Following three already immortal Wallace and Gromit shorts - two of which saw Were-Rabbit co-director Nick Park mount the Academy Awards platform to stutter nervous thanks - a wide-mouthed, cheese-obsessed inventor and his faithful dog finally make the jump to the big screen - and this time its spooky!
Helena Bonham Carter
With the hotly-anticipated annual vegetable competition only days away the last thing anyone needs is a pest on the loose.
Thank Gouda there's a solution in the form of Wallace and Gromit's latest cottage industry: 'AntiPesto' the world's first humane pest control system.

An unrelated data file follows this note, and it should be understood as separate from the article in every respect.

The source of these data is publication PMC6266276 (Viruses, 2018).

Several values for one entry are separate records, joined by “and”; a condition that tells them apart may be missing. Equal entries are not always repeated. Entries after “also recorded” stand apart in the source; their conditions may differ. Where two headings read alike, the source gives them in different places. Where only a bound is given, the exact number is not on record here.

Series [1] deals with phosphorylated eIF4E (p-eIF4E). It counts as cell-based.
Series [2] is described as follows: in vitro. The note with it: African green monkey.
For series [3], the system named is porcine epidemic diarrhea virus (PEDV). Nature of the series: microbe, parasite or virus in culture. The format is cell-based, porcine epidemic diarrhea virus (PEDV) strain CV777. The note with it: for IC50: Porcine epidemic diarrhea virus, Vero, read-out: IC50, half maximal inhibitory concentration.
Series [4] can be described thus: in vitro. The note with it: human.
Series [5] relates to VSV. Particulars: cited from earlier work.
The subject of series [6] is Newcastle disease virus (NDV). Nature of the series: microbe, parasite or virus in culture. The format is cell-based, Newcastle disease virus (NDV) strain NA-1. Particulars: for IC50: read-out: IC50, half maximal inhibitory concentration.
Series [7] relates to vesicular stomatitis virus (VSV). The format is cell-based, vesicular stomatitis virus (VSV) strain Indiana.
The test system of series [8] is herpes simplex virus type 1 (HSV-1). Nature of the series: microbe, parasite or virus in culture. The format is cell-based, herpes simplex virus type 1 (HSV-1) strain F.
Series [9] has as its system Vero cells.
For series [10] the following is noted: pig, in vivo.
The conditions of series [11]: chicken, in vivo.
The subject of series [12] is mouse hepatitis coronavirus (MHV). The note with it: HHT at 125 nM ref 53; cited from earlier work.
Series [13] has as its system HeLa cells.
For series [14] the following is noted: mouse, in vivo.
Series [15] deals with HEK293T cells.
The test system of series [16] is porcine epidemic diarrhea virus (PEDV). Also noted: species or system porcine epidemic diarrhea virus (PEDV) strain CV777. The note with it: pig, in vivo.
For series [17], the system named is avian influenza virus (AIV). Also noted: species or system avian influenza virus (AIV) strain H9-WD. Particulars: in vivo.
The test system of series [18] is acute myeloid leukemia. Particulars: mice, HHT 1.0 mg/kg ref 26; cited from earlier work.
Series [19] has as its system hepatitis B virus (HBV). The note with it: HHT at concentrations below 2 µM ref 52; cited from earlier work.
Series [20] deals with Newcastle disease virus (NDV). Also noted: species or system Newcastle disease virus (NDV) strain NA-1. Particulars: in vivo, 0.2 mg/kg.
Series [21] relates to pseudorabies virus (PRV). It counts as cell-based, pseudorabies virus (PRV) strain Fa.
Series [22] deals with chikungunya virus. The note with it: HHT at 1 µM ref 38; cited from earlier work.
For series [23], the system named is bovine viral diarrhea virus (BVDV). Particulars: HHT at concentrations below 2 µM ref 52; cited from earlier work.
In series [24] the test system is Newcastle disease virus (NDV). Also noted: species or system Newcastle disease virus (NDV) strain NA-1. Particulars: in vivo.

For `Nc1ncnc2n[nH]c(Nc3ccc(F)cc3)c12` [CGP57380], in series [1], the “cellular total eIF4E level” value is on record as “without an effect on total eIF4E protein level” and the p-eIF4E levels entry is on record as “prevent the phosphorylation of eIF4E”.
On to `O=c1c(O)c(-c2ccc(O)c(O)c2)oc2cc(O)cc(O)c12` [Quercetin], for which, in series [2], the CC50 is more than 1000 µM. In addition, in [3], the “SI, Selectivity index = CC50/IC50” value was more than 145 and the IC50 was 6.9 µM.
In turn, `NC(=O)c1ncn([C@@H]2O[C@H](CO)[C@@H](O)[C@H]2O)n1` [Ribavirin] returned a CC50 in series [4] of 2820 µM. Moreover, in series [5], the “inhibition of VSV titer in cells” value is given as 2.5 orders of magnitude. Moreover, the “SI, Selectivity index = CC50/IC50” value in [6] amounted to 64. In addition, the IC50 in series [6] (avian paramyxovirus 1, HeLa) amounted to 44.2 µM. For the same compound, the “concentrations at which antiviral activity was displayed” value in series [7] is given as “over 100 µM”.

But when the carrot cruncher in question turns out to be an ungodly floppy-eared leviathan, bent on vegetable destruction it looks like the lads have bitten off more cracker than they can chew.
What's perhaps more impressive than anything about Wallace and Gromit's big screen debut is the scale of the film - small.
Despite some jaw dropping sets, and for that matter set pieces, the filmmakers have genuinely crafted the most enjoyable, exciting, heart-warming and funniest film of the year basically by managing to retain all the charm of the Wallace and Gromit that the whole world seems to know and love.
Running just 85 breathless minutes there's little time to blink.
Its probably best to try not to as any distraction from the screen is likely to mean you've missed some typically spot-on Aardman gag - Gromit's alma mater, as revealed in the film's inspired title sequence, is an absolute gem.
Simply put the film is a rip-roaring adventure with a heart as big as its furry antagonist.